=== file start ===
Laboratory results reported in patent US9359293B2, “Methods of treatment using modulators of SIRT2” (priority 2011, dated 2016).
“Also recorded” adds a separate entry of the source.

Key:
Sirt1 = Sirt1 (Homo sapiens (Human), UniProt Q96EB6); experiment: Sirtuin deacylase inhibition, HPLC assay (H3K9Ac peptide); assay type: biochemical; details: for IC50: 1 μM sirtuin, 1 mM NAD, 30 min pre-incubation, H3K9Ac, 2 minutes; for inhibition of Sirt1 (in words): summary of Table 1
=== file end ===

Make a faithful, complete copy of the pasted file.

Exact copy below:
Laboratory results reported in patent US9359293B2, “Methods of treatment using modulators of SIRT2” (priority 2011, dated 2016).
“Also recorded” adds a separate entry of the source.

Key:
Sirt1 = Sirt1 (Homo sapiens (Human), UniProt Q96EB6); experiment: Sirtuin deacylase inhibition, HPLC assay (H3K9Ac peptide); assay type: biochemical; details: for IC50: 1 μM sirtuin, 1 mM NAD, 30 min pre-incubation, H3K9Ac, 2 minutes; for inhibition of Sirt1 (in words): summary of Table 1